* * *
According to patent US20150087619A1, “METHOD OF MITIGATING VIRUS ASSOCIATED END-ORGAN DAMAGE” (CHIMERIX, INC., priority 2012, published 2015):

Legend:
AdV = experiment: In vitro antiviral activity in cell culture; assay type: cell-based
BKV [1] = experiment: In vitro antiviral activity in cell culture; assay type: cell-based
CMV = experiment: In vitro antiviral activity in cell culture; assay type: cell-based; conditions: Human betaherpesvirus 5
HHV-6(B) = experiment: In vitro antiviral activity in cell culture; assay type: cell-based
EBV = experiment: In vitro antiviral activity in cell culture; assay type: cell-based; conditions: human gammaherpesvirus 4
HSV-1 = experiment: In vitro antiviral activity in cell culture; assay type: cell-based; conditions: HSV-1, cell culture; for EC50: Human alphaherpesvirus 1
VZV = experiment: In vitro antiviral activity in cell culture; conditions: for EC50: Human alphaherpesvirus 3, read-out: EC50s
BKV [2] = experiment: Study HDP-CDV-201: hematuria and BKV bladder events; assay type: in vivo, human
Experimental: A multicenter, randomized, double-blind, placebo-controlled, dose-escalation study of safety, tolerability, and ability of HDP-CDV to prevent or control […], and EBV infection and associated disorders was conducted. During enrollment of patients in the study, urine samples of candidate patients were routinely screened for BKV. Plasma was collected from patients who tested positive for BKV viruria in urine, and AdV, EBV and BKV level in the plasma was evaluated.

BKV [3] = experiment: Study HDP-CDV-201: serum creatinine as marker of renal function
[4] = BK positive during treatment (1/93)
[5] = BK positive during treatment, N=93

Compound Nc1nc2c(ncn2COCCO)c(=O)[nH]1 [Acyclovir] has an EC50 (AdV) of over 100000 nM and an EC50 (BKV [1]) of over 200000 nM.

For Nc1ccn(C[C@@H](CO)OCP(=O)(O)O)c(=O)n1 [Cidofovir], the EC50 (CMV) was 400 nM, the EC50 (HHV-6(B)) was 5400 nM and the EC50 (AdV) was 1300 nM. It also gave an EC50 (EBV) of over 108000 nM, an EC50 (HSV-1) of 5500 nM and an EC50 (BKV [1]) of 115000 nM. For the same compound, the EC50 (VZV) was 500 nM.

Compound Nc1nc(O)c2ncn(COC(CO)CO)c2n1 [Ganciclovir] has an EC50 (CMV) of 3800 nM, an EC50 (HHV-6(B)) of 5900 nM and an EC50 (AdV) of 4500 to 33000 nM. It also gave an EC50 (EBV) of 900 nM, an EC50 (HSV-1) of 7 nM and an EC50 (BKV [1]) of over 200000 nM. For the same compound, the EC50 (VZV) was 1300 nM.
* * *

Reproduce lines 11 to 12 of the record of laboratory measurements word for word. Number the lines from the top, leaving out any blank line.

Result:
Experimental: A multicenter, randomized, double-blind, placebo-controlled, dose-escalation study of safety, tolerability, and ability of HDP-CDV to prevent or control […], and EBV infection and associated disorders was conducted. During enrollment of patients in the study, urine samples of candidate patients were routinely screened for BKV. Plasma was collected from patients who tested positive for BKV viruria in urine, and AdV, EBV and BKV level in the plasma was evaluated.

BKV [3] = experiment: Study HDP-CDV-201: serum creatinine as marker of renal function